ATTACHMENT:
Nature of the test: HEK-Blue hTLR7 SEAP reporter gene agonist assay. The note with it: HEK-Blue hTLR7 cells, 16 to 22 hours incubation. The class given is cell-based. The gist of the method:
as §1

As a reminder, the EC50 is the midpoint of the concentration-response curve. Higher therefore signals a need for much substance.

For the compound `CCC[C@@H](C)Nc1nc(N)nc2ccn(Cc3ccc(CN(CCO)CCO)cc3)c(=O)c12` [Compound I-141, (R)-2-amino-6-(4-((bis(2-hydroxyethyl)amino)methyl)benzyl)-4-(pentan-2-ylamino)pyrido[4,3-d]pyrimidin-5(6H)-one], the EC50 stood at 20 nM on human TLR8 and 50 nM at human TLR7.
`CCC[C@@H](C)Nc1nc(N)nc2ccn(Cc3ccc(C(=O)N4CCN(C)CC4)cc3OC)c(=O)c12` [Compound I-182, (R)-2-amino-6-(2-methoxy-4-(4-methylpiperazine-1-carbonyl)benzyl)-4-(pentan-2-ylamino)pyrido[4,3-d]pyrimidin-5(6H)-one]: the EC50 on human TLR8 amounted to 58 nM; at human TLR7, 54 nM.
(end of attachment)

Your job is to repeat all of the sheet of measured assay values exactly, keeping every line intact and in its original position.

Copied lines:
Nature of the test: HEK-Blue hTLR7 SEAP reporter gene agonist assay. The note with it: HEK-Blue hTLR7 cells, 16 to 22 hours incubation. The class given is cell-based. The gist of the method:
as §1

As a reminder, the EC50 is the midpoint of the concentration-response curve. Higher therefore signals a need for much substance.

For the compound `CCC[C@@H](C)Nc1nc(N)nc2ccn(Cc3ccc(CN(CCO)CCO)cc3)c(=O)c12` [Compound I-141, (R)-2-amino-6-(4-((bis(2-hydroxyethyl)amino)methyl)benzyl)-4-(pentan-2-ylamino)pyrido[4,3-d]pyrimidin-5(6H)-one], the EC50 stood at 20 nM on human TLR8 and 50 nM at human TLR7.
`CCC[C@@H](C)Nc1nc(N)nc2ccn(Cc3ccc(C(=O)N4CCN(C)CC4)cc3OC)c(=O)c12` [Compound I-182, (R)-2-amino-6-(2-methoxy-4-(4-methylpiperazine-1-carbonyl)benzyl)-4-(pentan-2-ylamino)pyrido[4,3-d]pyrimidin-5(6H)-one]: the EC50 on human TLR8 amounted to 58 nM; at human TLR7, 54 nM.